Asked to write a bio of myself

John Fonner joined the Columbus General Office of New York Life in July, 2013 after a long career in commercial real estate and economic development throughout Ohio and Kentucky. John is successfully leveraging his extensive professional and personal network to bring New York Life’s portfolio of employee insurance benefits and retirement products into school districts, county and municipal governments, non-profits and small businesses. 

Fonner grew up in West Virginia and graduated from the Ohio State University. He served as an officer in the US Army before beginning his civilian career in Cincinnati, Ohio where he worked for Duke Realty, BHDP Architecture and the Greater Cincinnati Chamber of Commerce.  He moved to Columbus in 2009 to work for the State of Ohio at the PUCO and the Department of Transportation before joining New York Life.  John says, “I’ve been a networker and a problem solver my entire career. The insurance industry is a perfect fit for me and New York Life is a great company to work for. I’m glad we found each other.”

John is active in the community as a Vestry member of St. Stephen’s Episcopal Church and enjoys baking bread for communion and for his own table. He hosts a monthly ukulele meet-up and plays traditional country and old-time music on ukulele and tenor guitar with friends and at jams throughout Columbus. He collects, repairs and resells vintage ukuleles and other fine things through his small company, Bud Whitley’s Garage. John frequently wears bow ties because they make people smile; reportedly, John will go to great lengths to make his friends and clients smile.



John Fonner

I am preparing for Sunday’s bible study session; the lesson for this week contains the phrase, “abide in my love.”

“Abide” is one of those words we think we know. One of those comfortable, pretty, old-fashioned, church words that we’re sure we understand when we hear it. We never question it. We let it slide in our own self-confidence. We’ve heard it before. We’re sure we understand it because we understand the context in which it’s used. No need to look it up.

Well, I looked it up. Here’s what Webster’s has to say:

Abide v.  1. To wait patiently for.  2. To persevere under.  3. To accept or submit to.  4. To put up with.

I’ll save the theology for Sunday. Right now I wonder if I have what it takes to use the word “abide” in describing the earthly relationships in which I might venture to use the…

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Where were we?

Seems I find myself in the same old place in a different town.

When the wheels fell off

Last post was in May. Now it’s clear that’s when the wheels fell off.

Back on now. Beginning to roll. Forward. Slowly, forward.

Reject Tyranny

By assigning half of their respective state populations to each of the forty-one Republican Senators, we see that collectively, they represent only 37% of the total US population. Why, in a “representative democracy,” do we accept that politicians representing little more than 1/3 of the total population should control government policy for the remainder?

I thought the original Tea Party was about rejecting tyranny not endorsing it.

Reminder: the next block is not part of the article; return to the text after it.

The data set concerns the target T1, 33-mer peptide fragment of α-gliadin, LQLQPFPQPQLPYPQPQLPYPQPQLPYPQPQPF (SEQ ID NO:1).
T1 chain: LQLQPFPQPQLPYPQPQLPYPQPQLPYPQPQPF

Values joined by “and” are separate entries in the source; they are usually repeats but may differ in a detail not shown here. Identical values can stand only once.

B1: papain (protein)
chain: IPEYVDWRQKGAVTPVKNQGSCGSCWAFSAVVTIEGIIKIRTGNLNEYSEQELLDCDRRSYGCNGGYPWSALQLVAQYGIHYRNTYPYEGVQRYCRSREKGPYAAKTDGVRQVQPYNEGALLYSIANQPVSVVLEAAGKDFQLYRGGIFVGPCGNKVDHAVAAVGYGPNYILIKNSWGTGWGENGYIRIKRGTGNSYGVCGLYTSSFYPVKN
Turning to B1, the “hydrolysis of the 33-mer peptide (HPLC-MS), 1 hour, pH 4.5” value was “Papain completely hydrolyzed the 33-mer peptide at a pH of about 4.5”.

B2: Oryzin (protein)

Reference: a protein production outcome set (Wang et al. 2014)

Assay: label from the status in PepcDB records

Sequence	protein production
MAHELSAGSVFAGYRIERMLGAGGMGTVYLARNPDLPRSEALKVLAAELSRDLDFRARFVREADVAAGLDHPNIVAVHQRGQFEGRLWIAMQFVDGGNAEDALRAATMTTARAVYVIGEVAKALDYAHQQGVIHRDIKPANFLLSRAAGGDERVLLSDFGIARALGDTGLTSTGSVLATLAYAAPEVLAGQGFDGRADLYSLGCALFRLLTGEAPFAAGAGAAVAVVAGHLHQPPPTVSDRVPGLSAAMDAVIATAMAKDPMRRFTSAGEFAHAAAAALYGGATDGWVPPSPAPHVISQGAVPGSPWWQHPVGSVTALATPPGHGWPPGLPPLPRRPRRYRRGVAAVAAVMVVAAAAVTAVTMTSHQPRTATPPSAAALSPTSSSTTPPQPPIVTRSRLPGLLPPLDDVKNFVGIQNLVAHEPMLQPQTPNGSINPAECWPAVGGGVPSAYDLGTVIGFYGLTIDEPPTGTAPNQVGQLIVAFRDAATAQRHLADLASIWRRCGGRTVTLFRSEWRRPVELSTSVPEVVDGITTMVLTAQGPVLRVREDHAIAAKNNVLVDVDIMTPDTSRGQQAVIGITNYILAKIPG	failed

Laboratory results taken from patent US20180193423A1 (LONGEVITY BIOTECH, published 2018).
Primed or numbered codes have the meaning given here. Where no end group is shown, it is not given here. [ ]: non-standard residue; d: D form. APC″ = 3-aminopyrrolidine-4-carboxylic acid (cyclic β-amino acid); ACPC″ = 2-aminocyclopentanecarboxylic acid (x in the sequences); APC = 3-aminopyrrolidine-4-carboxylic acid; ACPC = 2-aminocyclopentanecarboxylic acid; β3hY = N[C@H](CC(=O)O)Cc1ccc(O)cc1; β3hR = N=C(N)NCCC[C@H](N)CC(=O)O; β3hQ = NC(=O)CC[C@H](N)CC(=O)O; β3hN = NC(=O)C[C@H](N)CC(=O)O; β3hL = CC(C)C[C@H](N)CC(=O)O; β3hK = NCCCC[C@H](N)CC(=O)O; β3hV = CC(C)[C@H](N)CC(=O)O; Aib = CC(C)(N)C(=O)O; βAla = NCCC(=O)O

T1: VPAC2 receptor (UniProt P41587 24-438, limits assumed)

The Ten Commandments of Marriage

I. Heterosexual atheists may marry.

II. Heterosexual idol worshipers may marry.

III. Heterosexuals who use the Lord’s name in vain may marry.

IV. Heterosexuals who ignore the Sabbath and do not keep it holy may marry.

V. Heterosexuals who disrespect their parents may marry.

VI. Heterosexual murderers may marry.

VII. Heterosexual adulterers may marry.

VIII. Heterosexual thieves may marry.

IX. Heterosexuals who bear false witness may marry.

X. Heterosexuals who covet their neighbor’s spouse and possessions may marry.

Let’s see, have we left anybody out?

My Christmas Letter

At this time last year, I was three months into what turned out to be ten months of unemployment and recovering from a cardiac stent insertion. As I like to say, it was not a lifestyle that I would recommend very highly. So things are definitely merrier this Christmas. Seeing the turmoil and tough decisions that so many people are still facing makes me realize that I dodged more than a few bullets over the past year.

In July, I moved 100 miles north to Columbus and began work at the Public Utilities Commission of Ohio (PUCO) supervising the work of Ohio’s railroad inspectors statewide. I’ve always been an infrastructure geek and railroads have been a particular interest for the past few years. Warren Buffett is buying one of the country’s biggest railroads (BNSF) and he seems to be a pretty smart guy so there must be a future in rail, right? Mostly, I’m glad to have a paycheck, health insurance and meaningful work to do.

Charlie & Claire were both in marching band this fall (drum & tuba, respectively) and are now playing in the school jazz bands and orchestra through the winter. Charlie is in the winter drum line again, continues with his piano studies and is learning to drive (yikes!) Claire is starting to take trombone lessons – I think she plans to boss the boys in the bass brass section when she gets to high school next year. They are smart, happy kids and I love that they both love music.

We’ve all seen tremendous change during the first decade of the 21st Century. I suspect that the pace of change is only going to increase in the coming years. I’m sure we’ll face challenges and opportunities we can barely imagine today.  It’s clear to me that my most important job in the coming decade is to help Charlie & Claire successfully make the leap from bright, happy, talented teens to confident, independent and responsible adults.

Being in a position to do this is the greatest gift I’ve ever received.

Love to you all and happy new year!